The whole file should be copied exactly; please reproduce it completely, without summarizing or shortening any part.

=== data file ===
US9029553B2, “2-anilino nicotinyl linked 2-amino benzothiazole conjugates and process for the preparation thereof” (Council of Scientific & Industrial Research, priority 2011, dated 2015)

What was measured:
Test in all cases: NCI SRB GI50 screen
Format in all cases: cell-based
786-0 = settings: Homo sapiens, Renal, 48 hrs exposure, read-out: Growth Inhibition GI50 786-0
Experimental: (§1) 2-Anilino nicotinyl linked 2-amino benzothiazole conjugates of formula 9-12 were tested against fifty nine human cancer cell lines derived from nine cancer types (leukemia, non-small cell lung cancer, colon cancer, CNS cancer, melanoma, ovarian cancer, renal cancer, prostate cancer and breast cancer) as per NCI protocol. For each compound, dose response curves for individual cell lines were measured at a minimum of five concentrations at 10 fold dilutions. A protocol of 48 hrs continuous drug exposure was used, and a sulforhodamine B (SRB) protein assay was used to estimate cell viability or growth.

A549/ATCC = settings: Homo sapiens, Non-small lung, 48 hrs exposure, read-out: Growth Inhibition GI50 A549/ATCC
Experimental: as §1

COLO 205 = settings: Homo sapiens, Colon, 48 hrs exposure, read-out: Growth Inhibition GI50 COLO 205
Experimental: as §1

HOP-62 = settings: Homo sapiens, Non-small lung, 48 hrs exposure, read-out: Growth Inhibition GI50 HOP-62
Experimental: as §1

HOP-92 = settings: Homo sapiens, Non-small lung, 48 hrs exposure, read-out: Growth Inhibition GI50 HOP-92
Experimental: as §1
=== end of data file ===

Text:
US9029553B2, “2-anilino nicotinyl linked 2-amino benzothiazole conjugates and process for the preparation thereof” (Council of Scientific & Industrial Research, priority 2011, dated 2015)

What was measured:
Test in all cases: NCI SRB GI50 screen
Format in all cases: cell-based
786-0 = settings: Homo sapiens, Renal, 48 hrs exposure, read-out: Growth Inhibition GI50 786-0
Experimental: (§1) 2-Anilino nicotinyl linked 2-amino benzothiazole conjugates of formula 9-12 were tested against fifty nine human cancer cell lines derived from nine cancer types (leukemia, non-small cell lung cancer, colon cancer, CNS cancer, melanoma, ovarian cancer, renal cancer, prostate cancer and breast cancer) as per NCI protocol. For each compound, dose response curves for individual cell lines were measured at a minimum of five concentrations at 10 fold dilutions. A protocol of 48 hrs continuous drug exposure was used, and a sulforhodamine B (SRB) protein assay was used to estimate cell viability or growth.

A549/ATCC = settings: Homo sapiens, Non-small lung, 48 hrs exposure, read-out: Growth Inhibition GI50 A549/ATCC
Experimental: as §1

COLO 205 = settings: Homo sapiens, Colon, 48 hrs exposure, read-out: Growth Inhibition GI50 COLO 205
Experimental: as §1

HOP-62 = settings: Homo sapiens, Non-small lung, 48 hrs exposure, read-out: Growth Inhibition GI50 HOP-62
Experimental: as §1

HOP-92 = settings: Homo sapiens, Non-small lung, 48 hrs exposure, read-out: Growth Inhibition GI50 HOP-92
Experimental: as §1